It's not every day that a star-studded motion picture with Oscar aspirations details the life and work of a Bowdoin alum. Kinsey, a Fox Searchlight release starring Liam Neeson, has received much critical praise since opening in select cities November 12.
The film is also getting attention in another way: by reviving the controversy surrounding the life and work of its subject, sex researcher Alfred C. Kinsey, Class of 1916.
"To say that [the film] is rank propaganda for the sexual revolution and the homosexual agenda would be beyond stating the obvious," wrote Tom Deven, a movie reviewer for the influential Christian group Focus on the Family, whose website labels writer/director Bill Condon a "gay activist" and claims the film "lionizes" the life of a man whose research has "done much to destroy the moral fabric of America and ruin tens of thousands of lives."
Other groups have responded negatively to the film, including Generation Life and Concerned Women for America, which has distributed fliers online titled "The Real Alfred Kinsey that Kinsey Doesn't Show."
Among their complaints, these groups attack the film for being too admiring of its subject. In an online review of the film, Morality in the Media President Robert Peters complained that Kinsey "is portrayed as someone who exerted a positive, rather than negative, influence on society," going on to charge Kinsey's research with having helped bring about such problems as teenage pregnancy and an epidemic of sexually-transmitted diseases.
While working on his psychology and biology degree at Bowdoin, Kinsey was a far less controversial figure. Better known as "Al" to his friends, according to a press release issued by the Bowdoin Office of Communications, he kept a low social profile, pledging a fraternity only because they served pie at breakfast, and never dated. It wasn't until three decades later, after earning a Harvard doctorate in biology and joining the faculty at the University of Indiana, that Kinsey would cause such a stir.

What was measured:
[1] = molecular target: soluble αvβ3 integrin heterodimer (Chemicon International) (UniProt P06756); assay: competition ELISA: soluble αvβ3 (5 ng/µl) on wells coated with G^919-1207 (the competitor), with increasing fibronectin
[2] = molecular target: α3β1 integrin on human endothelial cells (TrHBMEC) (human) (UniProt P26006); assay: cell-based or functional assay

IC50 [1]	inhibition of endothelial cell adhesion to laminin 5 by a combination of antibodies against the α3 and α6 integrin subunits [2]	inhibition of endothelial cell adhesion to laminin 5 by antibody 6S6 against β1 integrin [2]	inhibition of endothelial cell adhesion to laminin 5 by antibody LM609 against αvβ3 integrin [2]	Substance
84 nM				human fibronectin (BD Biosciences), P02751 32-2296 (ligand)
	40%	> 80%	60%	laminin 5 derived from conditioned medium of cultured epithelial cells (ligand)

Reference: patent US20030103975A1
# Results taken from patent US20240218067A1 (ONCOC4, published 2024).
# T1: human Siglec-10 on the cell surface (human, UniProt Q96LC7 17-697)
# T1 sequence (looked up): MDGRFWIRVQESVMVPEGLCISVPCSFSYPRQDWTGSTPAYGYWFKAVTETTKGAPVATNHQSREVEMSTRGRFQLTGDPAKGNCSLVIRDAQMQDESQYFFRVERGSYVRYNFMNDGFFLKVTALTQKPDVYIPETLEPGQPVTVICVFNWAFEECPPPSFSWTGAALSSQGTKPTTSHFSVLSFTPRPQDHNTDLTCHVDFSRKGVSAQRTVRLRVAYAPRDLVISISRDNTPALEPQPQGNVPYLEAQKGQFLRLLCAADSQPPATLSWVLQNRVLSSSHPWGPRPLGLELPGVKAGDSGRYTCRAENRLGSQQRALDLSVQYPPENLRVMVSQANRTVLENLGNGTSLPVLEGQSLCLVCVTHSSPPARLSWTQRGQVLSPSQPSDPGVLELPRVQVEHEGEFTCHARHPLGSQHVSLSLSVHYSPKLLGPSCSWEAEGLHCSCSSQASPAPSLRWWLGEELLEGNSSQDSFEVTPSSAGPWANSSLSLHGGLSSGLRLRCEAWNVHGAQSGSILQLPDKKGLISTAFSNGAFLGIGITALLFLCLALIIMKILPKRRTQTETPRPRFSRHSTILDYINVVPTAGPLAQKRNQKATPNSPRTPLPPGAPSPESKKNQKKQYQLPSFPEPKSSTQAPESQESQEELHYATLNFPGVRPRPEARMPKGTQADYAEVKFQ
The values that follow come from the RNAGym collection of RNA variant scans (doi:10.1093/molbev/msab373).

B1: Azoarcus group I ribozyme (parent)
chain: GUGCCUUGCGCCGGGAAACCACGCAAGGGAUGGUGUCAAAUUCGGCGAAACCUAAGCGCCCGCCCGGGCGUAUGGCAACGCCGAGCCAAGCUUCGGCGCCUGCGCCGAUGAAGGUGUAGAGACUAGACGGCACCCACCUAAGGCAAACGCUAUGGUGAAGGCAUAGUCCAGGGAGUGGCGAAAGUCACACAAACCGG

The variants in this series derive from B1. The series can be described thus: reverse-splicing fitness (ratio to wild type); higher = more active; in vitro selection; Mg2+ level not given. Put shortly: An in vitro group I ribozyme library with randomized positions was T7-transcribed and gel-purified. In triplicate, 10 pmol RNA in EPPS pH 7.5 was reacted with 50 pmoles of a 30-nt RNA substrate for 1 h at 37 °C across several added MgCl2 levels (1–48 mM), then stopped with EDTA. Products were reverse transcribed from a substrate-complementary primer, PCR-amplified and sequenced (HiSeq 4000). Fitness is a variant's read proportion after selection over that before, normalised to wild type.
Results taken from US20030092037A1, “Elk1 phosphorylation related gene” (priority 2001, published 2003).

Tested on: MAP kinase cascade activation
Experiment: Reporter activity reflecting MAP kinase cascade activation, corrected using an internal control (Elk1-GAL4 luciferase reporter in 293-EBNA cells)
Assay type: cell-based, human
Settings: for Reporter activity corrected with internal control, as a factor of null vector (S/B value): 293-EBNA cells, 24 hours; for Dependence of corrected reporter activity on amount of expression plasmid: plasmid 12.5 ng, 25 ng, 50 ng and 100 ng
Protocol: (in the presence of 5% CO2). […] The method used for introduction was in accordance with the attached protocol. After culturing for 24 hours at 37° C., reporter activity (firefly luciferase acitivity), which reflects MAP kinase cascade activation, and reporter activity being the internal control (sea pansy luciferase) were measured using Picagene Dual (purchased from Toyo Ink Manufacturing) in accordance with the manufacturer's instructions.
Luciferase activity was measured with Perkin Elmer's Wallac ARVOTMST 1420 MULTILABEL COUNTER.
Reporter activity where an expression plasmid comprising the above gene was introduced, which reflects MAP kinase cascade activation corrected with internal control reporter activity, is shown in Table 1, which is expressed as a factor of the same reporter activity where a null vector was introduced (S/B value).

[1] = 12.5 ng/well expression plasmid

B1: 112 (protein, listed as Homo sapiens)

Kinsey's national notoriety began with the publication of his two groundbreaking studies into human sexuality, both of which would become international best sellers: Sexual Behavior in the Human Male in 1948 and Sexual Behavior in the Human Female in 1953. Despite much contemporary criticism of the work on both moral and methodological grounds, many in academia now regard Kinsey as a scientific hero, acknowledging his role in de-mystifying sex and laying the foundation for a more sex-affirming culture.
"Kinsey's work is definitely important despite the controversy over it," said Professor of Biology Patsy Dickinson, who has taught a course on sexuality at Bowdoin. "His studies served as a basis for later studies in this area, and really were instrumental in opening up human sexuality as a subject for legitimate research," she said.
The "Kinsey Reports," as the two studies became known, shook post-war America by revealing the gap between sexual myths and actual sexual behavior. Among the study's most shocking findings were the prevalence of masturbation, pre-marital sex, and extra-marital sex in both males and females, and particularly the notion that homosexual behavior was far more commonplace than its social stigma would have people believe.